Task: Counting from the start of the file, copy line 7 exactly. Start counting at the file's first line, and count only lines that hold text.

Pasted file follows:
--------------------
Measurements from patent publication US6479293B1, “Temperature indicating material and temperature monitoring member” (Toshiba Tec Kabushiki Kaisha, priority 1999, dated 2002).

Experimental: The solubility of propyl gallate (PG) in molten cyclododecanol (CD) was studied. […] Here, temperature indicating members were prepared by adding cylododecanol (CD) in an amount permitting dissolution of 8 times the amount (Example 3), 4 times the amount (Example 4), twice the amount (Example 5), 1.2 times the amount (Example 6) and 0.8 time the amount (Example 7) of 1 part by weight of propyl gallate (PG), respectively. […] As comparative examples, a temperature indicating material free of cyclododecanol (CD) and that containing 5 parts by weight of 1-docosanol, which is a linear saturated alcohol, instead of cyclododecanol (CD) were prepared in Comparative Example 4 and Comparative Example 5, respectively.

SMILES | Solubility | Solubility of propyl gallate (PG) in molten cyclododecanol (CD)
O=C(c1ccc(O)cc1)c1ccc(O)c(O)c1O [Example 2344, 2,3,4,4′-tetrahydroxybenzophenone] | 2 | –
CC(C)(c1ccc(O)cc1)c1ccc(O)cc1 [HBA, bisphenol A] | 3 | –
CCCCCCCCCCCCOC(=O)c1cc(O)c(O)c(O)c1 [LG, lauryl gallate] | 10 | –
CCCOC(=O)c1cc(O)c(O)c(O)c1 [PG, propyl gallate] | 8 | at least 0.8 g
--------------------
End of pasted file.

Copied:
CCCOC(=O)c1cc(O)c(O)c(O)c1 [PG, propyl gallate] | 8 | at least 0.8 g